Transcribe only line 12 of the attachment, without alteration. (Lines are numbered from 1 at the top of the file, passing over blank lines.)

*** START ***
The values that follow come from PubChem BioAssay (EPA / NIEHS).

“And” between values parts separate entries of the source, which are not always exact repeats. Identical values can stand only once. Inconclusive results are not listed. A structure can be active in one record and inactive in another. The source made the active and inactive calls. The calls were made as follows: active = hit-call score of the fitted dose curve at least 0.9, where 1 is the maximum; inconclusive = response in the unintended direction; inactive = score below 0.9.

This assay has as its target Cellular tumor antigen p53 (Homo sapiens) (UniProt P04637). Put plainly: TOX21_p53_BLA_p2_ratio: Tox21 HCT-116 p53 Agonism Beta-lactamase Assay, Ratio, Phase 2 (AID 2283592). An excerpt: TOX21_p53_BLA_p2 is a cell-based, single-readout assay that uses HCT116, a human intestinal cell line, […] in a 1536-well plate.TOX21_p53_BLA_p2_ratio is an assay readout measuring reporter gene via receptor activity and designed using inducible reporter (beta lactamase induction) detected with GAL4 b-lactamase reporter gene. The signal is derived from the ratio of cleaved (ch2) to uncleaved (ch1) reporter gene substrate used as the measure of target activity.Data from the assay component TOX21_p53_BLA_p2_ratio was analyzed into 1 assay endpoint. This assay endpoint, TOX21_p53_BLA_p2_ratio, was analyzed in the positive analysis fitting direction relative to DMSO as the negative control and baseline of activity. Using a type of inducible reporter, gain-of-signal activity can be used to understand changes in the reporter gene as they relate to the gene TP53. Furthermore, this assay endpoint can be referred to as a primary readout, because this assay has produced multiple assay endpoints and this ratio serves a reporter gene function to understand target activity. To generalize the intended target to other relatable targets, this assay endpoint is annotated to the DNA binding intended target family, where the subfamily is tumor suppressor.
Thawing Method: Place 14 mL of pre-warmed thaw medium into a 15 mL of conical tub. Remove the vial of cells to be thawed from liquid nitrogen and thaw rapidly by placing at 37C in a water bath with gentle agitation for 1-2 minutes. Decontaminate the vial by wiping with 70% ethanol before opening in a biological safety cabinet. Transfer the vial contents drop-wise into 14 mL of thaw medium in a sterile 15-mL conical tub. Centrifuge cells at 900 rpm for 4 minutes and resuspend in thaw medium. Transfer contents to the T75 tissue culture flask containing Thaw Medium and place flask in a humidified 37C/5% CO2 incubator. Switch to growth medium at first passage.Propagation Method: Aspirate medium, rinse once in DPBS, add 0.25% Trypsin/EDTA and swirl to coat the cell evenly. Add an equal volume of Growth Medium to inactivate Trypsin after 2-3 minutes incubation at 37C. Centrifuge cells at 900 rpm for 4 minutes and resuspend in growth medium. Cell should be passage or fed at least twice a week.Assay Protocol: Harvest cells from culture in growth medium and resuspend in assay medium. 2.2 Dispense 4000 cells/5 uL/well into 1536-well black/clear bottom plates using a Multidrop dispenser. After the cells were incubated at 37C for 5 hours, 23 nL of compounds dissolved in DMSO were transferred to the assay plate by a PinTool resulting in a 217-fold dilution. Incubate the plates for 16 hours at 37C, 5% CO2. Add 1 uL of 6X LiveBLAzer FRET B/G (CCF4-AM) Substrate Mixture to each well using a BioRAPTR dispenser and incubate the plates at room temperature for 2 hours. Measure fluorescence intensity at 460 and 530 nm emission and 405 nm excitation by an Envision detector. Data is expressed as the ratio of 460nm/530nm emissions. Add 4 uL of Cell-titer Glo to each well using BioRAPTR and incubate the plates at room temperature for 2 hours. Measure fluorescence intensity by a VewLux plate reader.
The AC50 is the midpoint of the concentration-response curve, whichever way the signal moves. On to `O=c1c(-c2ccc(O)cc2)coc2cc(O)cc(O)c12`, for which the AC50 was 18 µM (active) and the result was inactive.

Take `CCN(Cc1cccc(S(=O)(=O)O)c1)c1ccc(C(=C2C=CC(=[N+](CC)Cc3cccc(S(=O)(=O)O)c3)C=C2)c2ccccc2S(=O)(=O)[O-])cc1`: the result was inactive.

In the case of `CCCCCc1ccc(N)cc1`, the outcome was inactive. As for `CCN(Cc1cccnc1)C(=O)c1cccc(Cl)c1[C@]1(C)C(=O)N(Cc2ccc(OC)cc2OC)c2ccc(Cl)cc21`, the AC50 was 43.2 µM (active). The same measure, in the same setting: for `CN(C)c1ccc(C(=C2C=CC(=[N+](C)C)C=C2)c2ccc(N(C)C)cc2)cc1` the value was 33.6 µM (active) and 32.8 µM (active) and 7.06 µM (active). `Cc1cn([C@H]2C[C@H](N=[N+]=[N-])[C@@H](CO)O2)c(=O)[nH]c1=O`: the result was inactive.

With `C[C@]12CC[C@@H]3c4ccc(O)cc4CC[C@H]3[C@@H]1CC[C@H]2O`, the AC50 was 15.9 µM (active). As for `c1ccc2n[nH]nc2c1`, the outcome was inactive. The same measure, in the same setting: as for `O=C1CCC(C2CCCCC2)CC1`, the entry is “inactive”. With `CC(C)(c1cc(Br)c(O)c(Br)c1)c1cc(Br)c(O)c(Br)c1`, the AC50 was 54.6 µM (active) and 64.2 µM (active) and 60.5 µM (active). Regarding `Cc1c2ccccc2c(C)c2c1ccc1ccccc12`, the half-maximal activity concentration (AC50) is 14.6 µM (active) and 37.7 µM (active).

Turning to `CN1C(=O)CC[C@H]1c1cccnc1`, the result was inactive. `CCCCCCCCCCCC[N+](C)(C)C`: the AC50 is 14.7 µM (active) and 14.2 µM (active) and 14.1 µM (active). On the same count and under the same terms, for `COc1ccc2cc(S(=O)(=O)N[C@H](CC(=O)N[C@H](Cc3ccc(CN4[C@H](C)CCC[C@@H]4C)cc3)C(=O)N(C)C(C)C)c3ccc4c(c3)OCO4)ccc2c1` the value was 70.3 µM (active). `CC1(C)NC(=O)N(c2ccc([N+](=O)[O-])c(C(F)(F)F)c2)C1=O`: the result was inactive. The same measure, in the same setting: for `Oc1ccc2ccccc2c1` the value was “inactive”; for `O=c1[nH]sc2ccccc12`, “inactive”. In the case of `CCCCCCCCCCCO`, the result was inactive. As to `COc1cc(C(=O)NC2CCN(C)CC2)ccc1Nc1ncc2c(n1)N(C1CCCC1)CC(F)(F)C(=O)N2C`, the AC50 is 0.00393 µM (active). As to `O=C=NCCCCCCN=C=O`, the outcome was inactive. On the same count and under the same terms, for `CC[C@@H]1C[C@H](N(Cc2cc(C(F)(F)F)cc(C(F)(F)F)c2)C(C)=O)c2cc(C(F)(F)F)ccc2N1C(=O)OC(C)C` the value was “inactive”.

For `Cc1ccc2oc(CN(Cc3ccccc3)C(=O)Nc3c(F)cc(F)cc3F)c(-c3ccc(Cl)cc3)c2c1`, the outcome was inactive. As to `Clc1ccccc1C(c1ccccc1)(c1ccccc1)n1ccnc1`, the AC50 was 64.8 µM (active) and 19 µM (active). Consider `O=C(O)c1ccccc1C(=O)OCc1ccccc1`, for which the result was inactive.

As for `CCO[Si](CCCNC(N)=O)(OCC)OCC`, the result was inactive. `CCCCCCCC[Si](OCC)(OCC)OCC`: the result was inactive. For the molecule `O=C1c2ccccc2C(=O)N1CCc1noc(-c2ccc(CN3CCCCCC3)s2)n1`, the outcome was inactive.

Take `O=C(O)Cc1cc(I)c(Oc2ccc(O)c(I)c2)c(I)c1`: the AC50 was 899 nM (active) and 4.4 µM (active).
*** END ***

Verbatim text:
Take `O=C(O)Cc1cc(I)c(Oc2ccc(O)c(I)c2)c(I)c1`: the AC50 was 899 nM (active) and 4.4 µM (active).